Tags: driving ban
, saudi arabia
Categories: News of the World
There is an unwritten law in Saudi Arabia that forbids women to drive. Twenty one years ago a group of forty seven women took to the streets of Riyadh in a convoy to protest the ban. Since then nothing has changed despite their continued efforts and the support of many others. This week they will take to the streets behind the wheel again to bring awareness to the ban.
Umm Khaled, a fully veiled grandmother who guesses her age to be around 70, can’t read or write, lends her support to the protesters.
“I have to rely on my sons to take me to the hospital for all of my appointments and they are working’, she says. “ I hear that there are women like me in America and outside of Saudi Arabia who can drive cars and nobody stops them. God will, one day women in my country will also be like them. King Abdullah is a good man and he will understand this.”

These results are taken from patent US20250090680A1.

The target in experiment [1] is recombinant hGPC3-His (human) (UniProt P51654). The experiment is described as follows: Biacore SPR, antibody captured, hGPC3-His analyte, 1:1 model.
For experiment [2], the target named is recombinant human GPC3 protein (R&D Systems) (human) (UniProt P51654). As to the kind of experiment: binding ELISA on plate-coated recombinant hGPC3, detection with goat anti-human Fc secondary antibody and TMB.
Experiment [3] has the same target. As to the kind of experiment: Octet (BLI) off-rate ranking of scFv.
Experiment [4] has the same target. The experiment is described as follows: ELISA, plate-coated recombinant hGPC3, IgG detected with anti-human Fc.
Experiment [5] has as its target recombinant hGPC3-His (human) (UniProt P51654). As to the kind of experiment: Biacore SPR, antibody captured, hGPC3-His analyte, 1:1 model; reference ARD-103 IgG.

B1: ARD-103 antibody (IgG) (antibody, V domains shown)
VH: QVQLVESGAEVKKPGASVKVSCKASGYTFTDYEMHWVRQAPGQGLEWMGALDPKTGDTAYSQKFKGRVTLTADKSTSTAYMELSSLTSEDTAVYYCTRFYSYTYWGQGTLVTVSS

Not only are women frustrated by the ban but it also makes things difficult for the men. Some feel they are being punished.
For example Saeed, a 34-year-old security guard can’t afford to hire a driver on his salary and still he has to shoulder the burden of driving his wife and children around.
“It’s hard, very hard,” he says. “I have to work a nightshift, but during the day bring my children back and forth from school and run regular errands as well.”
When asked if he would allow his wife to drive if restrictions were lifted, he quickly said, “Definitely. Yes, definitely. There is no shame in that. It would make my life so much easier. My wife doesn’t work and she sits home all day, so she could be in charge of those things.”
He is not the only man who is in favor of lifting of the ban.
"Most men I know are for it," said a businessman. "It is an economic necessity in two ways: Firstly, we cannot force people to hire private drivers and pay their salaries, which are estimated to be around 2 to 3 billion Saudi riyals per month that is repatriated abroad; secondly, there has been a huge drag on the economy because of the extra trips that have to be made by these drivers. ... I can’t believe we are the only country in the world that doesn’t allow women to drive! What is the big deal?"
The big deal is that religious scholars and some groups of women want the ban to remain. The women in particular want to be driven around by drivers and see no reason why other women can’t be too. The concept of choice seems to elude them.